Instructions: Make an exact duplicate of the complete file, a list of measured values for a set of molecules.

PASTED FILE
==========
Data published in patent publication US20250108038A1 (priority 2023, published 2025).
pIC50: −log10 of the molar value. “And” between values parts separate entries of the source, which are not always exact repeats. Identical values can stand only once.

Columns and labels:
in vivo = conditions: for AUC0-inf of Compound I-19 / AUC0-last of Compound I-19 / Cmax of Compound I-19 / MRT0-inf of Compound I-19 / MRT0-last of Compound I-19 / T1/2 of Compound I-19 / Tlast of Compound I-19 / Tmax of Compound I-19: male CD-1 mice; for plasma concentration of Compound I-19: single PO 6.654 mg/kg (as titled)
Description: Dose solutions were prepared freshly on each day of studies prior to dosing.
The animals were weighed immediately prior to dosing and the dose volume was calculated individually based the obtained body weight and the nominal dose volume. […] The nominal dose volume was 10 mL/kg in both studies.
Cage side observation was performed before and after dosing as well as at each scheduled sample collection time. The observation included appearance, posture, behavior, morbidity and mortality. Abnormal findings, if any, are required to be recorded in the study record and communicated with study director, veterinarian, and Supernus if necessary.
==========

Data published in patent publication US20250108038A1 (priority 2023, published 2025).
pIC50: −log10 of the molar value. “And” between values parts separate entries of the source, which are not always exact repeats. Identical values can stand only once.

Columns and labels:
in vivo = conditions: for AUC0-inf of Compound I-19 / AUC0-last of Compound I-19 / Cmax of Compound I-19 / MRT0-inf of Compound I-19 / MRT0-last of Compound I-19 / T1/2 of Compound I-19 / Tlast of Compound I-19 / Tmax of Compound I-19: male CD-1 mice; for plasma concentration of Compound I-19: single PO 6.654 mg/kg (as titled)
Description: Dose solutions were prepared freshly on each day of studies prior to dosing.
The animals were weighed immediately prior to dosing and the dose volume was calculated individually based the obtained body weight and the nominal dose volume. […] The nominal dose volume was 10 mL/kg in both studies.
Cage side observation was performed before and after dosing as well as at each scheduled sample collection time. The observation included appearance, posture, behavior, morbidity and mortality. Abnormal findings, if any, are required to be recorded in the study record and communicated with study director, veterinarian, and Supernus if necessary.